Tuesday 20 March 2018

Goodman's former pilot loses action for unfair dismissal

Dismissed: Ronan Murtagh
Dismissed: Ronan Murtagh
Larry Goodman

Luke Byrne

THE former private pilot for beef baron Larry Goodman had an unfair dismissal claim dramatically thrown out at the Employment Appeals Tribunal yesterday.

Ronan Murtagh, a son of Kingspan founder Eugene Murtagh, had taken the case against Mr Goodman's firm Venair.

He claimed that he was unfairly dismissed by Mr Goodman after he and fellow pilot David Dwyer wrote a letter in April 2009 complaining about a new pilot -- referred to as "PQ".

After Mr Murtagh's last witness gave evidence yesterday, Mr Goodman's barrister Ercus Stewart made an application to have the case thrown out before Mr Goodman's witnesses were called.

He argued there was no case to answer because Mr Murtagh had conceded to him that no dismissal had taken place "30 or 40 times" during cross-examination.


Mr Stewart said that for the tribunal to continue would be a waste of taxpayer money and the time and money of those involved.

Tom Mallon, barrister for Mr Murtagh, said a letter from Mr Goodman's solicitors in June 2009 confirmed the company had "no choice" but to "terminate" Mr Murtagh's contact.

He said that natural justice required both sides of the story to be heard and contended that Mr Murtagh's employment ended at some point in 2009.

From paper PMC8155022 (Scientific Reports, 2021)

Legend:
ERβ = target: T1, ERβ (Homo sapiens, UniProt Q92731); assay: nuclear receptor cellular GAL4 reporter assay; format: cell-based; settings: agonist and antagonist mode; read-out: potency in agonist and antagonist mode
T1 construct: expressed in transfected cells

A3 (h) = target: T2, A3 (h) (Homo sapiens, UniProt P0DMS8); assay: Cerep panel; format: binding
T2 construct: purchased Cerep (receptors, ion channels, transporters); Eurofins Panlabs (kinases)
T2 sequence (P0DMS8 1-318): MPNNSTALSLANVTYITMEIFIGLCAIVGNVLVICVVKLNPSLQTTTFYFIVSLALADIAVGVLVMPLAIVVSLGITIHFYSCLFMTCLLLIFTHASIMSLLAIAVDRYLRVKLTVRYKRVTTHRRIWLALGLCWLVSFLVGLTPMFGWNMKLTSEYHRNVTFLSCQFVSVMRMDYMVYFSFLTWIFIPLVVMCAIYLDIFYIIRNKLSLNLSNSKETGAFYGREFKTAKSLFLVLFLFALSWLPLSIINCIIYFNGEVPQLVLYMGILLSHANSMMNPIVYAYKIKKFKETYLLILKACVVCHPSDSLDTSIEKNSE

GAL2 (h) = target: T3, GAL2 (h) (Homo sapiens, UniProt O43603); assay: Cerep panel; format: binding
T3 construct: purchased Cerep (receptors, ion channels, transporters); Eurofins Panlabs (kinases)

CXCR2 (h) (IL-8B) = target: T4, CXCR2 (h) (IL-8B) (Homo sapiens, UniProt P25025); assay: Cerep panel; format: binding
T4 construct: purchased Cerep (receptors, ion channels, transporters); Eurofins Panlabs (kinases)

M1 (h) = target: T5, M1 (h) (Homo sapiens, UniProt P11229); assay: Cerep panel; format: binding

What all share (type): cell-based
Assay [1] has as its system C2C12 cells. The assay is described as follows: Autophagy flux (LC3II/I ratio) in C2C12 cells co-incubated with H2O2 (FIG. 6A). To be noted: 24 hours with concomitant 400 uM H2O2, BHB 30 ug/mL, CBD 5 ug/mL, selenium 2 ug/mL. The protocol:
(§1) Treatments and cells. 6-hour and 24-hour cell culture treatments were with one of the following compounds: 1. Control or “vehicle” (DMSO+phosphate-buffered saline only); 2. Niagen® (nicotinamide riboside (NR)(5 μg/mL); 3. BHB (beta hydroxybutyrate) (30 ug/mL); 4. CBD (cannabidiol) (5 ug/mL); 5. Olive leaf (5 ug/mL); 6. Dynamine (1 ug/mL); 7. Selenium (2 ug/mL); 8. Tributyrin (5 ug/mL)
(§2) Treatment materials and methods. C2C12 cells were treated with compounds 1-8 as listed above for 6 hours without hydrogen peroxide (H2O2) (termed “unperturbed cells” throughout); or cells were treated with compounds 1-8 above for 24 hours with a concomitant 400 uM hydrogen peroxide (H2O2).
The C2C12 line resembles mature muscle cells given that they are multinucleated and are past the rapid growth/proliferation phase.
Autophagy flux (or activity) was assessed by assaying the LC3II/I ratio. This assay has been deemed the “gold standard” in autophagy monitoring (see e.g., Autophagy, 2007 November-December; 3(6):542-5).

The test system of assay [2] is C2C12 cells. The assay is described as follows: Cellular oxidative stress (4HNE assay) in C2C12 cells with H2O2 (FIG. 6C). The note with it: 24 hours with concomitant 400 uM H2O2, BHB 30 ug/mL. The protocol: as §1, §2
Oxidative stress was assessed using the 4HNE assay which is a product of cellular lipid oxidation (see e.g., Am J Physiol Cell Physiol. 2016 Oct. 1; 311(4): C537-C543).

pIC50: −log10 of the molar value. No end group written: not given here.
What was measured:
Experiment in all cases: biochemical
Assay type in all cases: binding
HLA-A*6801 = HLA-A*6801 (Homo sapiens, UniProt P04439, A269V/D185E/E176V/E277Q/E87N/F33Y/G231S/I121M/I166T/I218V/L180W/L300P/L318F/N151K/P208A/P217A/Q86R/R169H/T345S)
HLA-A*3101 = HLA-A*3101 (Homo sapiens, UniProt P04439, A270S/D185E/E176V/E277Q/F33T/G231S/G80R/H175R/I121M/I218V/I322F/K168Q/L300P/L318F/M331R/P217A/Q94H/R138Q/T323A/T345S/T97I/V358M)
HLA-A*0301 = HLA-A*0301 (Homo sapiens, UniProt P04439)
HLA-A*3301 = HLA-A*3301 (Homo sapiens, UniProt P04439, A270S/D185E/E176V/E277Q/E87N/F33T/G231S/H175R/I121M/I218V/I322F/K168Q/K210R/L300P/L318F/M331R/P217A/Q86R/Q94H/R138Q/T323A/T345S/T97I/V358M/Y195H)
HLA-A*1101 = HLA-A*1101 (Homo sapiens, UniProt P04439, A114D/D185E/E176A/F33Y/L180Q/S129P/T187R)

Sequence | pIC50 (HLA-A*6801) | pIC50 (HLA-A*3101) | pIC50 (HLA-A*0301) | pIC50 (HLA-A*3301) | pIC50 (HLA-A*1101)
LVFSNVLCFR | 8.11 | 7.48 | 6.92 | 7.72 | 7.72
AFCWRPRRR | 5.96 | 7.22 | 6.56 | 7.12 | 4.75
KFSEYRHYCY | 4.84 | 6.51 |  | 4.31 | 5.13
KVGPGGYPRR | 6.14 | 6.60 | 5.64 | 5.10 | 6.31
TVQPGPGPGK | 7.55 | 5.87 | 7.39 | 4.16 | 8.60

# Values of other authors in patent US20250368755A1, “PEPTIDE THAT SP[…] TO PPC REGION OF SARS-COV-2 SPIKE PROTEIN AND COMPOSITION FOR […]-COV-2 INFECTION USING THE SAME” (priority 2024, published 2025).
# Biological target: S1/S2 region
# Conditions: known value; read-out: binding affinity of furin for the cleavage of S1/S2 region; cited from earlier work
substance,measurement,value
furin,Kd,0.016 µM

The four-person tribunal took just under an hour to throw out the case, ruling that no dismissal had taken place.

"It was appropriate. There was no dismissal," Mr Goodman told the Irish Independent after the hearing yesterday.

"I have no further comment to make on it," he added.

Mr Mallon said they would await the full written decision of the tribunal before considering a legal challenge in the Circuit Court.

Mr Murtagh claimed that he lost his job after he and Mr Dwyer informed Mr Goodman that they would no longer fly with the new pilot because, they alleged, the pilot's behaviour was unsafe.

During the fifth day of the hearing yesterday, Mr Dwyer admitted that on one occasion he was forced to hand over control of the plane to the new pilot during a landing because he couldn't see the runway. But he rejected an allegation that he had completely lost awareness of the positioning and direction of the plane.

Irish Independent

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